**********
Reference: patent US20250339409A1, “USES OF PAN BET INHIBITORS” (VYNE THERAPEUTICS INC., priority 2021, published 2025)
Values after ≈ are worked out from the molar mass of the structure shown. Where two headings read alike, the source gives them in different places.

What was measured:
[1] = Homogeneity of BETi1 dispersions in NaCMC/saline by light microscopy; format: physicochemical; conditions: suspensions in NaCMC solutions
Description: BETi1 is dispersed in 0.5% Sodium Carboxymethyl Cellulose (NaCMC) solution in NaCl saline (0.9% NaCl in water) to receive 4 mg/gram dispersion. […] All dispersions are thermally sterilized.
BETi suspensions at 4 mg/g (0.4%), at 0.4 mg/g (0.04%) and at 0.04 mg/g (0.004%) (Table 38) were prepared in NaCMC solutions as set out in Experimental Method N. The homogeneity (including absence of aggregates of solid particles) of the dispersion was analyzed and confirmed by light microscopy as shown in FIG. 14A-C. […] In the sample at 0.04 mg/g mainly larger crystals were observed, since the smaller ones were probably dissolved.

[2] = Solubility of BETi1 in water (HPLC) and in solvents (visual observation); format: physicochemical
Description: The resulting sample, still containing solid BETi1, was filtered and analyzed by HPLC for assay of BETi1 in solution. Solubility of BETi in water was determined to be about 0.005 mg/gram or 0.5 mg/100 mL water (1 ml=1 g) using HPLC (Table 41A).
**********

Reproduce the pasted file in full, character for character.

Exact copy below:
Reference: patent US20250339409A1, “USES OF PAN BET INHIBITORS” (VYNE THERAPEUTICS INC., priority 2021, published 2025)
Values after ≈ are worked out from the molar mass of the structure shown. Where two headings read alike, the source gives them in different places.

What was measured:
[1] = Homogeneity of BETi1 dispersions in NaCMC/saline by light microscopy; format: physicochemical; conditions: suspensions in NaCMC solutions
Description: BETi1 is dispersed in 0.5% Sodium Carboxymethyl Cellulose (NaCMC) solution in NaCl saline (0.9% NaCl in water) to receive 4 mg/gram dispersion. […] All dispersions are thermally sterilized.
BETi suspensions at 4 mg/g (0.4%), at 0.4 mg/g (0.04%) and at 0.04 mg/g (0.004%) (Table 38) were prepared in NaCMC solutions as set out in Experimental Method N. The homogeneity (including absence of aggregates of solid particles) of the dispersion was analyzed and confirmed by light microscopy as shown in FIG. 14A-C. […] In the sample at 0.04 mg/g mainly larger crystals were observed, since the smaller ones were probably dissolved.

[2] = Solubility of BETi1 in water (HPLC) and in solvents (visual observation); format: physicochemical
Description: The resulting sample, still containing solid BETi1, was filtered and analyzed by HPLC for assay of BETi1 in solution. Solubility of BETi in water was determined to be about 0.005 mg/gram or 0.5 mg/100 mL water (1 ml=1 g) using HPLC (Table 41A).